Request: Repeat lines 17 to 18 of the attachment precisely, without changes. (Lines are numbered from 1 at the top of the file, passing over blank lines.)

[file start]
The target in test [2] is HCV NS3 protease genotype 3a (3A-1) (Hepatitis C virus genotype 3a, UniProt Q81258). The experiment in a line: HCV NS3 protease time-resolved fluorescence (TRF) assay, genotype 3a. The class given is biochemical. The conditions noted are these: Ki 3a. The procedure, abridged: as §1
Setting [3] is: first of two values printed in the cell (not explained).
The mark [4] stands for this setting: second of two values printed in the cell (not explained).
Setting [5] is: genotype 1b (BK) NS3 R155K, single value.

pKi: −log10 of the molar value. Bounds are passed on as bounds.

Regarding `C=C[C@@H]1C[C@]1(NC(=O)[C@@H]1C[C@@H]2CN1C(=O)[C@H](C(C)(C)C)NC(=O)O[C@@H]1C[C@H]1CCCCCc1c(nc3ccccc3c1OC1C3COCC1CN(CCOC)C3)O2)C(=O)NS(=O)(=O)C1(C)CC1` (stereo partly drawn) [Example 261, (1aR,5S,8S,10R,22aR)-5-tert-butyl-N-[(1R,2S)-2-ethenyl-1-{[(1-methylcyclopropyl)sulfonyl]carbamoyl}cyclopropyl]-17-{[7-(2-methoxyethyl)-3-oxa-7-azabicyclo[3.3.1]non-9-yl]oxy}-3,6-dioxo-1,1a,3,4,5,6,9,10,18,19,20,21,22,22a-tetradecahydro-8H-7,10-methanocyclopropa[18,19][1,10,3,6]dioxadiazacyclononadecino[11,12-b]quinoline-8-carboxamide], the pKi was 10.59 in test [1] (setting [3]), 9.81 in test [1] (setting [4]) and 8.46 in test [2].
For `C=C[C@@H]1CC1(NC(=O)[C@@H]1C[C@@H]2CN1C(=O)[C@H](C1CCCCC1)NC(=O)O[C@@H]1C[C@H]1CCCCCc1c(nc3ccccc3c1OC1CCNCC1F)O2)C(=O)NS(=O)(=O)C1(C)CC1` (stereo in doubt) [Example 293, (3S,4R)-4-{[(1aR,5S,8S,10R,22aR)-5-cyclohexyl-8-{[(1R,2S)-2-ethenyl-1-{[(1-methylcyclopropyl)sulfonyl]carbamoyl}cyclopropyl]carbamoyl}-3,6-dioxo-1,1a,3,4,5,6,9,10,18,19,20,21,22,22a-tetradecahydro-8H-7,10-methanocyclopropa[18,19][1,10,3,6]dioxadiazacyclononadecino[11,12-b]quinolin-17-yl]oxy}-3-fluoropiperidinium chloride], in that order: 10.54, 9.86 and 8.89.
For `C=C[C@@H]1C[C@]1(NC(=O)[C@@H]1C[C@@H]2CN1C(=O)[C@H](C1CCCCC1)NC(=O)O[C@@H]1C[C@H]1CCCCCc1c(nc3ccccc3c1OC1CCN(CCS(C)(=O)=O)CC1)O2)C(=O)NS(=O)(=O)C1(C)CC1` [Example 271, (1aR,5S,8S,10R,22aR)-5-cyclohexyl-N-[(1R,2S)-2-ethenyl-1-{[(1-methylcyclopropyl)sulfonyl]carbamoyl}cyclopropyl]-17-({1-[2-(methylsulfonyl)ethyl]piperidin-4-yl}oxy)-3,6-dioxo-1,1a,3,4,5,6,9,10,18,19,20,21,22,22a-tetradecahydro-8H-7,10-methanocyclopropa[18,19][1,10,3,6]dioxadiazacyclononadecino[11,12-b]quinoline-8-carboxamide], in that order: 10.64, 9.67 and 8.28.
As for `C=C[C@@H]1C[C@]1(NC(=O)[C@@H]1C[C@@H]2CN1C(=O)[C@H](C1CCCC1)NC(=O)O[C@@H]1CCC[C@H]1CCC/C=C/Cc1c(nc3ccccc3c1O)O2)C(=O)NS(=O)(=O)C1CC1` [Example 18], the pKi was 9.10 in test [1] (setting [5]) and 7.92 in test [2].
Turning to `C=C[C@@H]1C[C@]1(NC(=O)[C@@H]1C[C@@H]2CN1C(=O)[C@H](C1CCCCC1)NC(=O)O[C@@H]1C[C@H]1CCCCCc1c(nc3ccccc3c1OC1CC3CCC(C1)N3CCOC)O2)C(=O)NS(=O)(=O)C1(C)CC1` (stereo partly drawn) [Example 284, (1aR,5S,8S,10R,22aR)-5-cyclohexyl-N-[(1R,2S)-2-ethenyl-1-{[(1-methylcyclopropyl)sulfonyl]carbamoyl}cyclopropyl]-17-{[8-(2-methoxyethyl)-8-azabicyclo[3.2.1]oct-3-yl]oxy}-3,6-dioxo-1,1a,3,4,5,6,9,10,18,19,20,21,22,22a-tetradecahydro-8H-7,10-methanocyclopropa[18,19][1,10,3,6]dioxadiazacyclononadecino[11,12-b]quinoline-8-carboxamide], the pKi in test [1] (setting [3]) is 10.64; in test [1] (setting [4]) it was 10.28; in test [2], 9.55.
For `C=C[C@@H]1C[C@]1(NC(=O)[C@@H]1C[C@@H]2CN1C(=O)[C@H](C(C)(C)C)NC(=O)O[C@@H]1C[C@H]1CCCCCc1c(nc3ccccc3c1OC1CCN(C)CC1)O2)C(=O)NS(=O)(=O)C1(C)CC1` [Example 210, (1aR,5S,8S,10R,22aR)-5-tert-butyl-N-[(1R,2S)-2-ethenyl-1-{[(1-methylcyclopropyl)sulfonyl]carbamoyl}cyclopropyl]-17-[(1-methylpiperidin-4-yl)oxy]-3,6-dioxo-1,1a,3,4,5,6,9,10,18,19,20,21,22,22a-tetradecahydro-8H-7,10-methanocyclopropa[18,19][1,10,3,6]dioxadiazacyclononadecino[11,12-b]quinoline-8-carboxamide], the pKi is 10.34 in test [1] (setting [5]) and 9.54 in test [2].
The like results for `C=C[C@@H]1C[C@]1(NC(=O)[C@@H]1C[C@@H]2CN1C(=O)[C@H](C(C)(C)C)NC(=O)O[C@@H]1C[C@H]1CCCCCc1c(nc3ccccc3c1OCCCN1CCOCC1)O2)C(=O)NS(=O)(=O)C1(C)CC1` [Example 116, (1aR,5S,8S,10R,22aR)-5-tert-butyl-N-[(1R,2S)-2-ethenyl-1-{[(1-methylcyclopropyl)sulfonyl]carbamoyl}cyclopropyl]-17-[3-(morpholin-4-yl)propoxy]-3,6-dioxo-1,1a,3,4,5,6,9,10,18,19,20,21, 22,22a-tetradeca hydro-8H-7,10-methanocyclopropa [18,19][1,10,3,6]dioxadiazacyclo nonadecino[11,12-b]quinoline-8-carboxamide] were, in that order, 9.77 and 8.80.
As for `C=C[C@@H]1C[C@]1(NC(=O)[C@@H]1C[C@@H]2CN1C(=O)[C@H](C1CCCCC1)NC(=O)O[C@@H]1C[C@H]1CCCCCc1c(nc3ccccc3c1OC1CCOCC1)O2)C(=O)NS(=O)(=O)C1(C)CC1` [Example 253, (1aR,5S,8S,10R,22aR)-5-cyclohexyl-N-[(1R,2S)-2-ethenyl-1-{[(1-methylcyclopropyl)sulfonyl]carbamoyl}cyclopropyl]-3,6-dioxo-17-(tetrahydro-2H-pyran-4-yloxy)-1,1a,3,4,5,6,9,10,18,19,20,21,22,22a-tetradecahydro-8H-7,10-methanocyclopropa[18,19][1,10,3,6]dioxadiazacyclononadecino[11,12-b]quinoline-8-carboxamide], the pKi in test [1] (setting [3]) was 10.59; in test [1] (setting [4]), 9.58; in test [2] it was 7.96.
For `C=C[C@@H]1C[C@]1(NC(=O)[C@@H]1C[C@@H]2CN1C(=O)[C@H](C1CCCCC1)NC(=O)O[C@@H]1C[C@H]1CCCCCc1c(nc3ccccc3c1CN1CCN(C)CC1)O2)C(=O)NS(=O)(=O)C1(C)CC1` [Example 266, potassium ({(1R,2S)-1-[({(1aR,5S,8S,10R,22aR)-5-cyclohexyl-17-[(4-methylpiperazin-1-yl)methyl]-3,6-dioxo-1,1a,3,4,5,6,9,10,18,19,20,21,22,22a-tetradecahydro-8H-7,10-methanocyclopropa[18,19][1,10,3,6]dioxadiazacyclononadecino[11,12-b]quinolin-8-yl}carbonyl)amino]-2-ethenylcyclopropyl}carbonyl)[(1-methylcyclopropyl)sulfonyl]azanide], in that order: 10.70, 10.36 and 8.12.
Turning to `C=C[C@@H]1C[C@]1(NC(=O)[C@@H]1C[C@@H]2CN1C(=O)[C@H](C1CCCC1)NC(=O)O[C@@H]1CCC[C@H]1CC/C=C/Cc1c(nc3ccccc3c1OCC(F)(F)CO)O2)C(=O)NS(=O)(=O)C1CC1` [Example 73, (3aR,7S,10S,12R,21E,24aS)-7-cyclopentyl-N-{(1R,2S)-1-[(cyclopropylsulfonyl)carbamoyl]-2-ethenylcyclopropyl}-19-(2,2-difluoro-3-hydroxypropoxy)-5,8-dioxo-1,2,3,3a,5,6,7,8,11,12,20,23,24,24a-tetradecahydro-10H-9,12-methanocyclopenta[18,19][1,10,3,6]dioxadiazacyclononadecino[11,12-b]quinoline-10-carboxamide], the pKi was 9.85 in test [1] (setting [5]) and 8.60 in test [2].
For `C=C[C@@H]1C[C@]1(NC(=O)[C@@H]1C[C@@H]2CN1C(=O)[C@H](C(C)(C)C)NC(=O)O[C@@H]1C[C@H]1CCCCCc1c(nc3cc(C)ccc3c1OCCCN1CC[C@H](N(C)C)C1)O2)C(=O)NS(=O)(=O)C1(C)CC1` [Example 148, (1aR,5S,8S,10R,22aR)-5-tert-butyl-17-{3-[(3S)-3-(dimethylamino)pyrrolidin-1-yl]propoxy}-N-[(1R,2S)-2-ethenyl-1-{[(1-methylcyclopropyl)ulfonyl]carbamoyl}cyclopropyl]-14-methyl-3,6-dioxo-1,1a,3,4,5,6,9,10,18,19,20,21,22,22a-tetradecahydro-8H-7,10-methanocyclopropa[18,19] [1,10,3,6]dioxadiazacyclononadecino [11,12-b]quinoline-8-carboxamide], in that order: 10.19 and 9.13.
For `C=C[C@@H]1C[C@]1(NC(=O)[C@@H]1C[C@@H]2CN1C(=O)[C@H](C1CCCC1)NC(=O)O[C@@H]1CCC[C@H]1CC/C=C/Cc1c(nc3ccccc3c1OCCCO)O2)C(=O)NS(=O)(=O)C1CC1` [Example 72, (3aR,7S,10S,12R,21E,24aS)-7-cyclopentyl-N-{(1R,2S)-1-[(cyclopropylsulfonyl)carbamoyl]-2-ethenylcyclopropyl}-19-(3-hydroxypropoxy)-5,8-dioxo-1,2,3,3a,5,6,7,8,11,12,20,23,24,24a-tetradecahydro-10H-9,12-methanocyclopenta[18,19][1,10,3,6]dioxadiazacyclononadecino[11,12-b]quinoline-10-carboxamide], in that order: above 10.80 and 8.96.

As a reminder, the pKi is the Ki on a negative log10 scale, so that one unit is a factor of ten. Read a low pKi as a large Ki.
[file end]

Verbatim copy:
For `C=C[C@@H]1C[C@]1(NC(=O)[C@@H]1C[C@@H]2CN1C(=O)[C@H](C1CCCC1)NC(=O)O[C@@H]1CCC[C@H]1CC/C=C/Cc1c(nc3ccccc3c1OCCCO)O2)C(=O)NS(=O)(=O)C1CC1` [Example 72, (3aR,7S,10S,12R,21E,24aS)-7-cyclopentyl-N-{(1R,2S)-1-[(cyclopropylsulfonyl)carbamoyl]-2-ethenylcyclopropyl}-19-(3-hydroxypropoxy)-5,8-dioxo-1,2,3,3a,5,6,7,8,11,12,20,23,24,24a-tetradecahydro-10H-9,12-methanocyclopenta[18,19][1,10,3,6]dioxadiazacyclononadecino[11,12-b]quinoline-10-carboxamide], in that order: above 10.80 and 8.96.

As a reminder, the pKi is the Ki on a negative log10 scale, so that one unit is a factor of ten. Read a low pKi as a large Ki.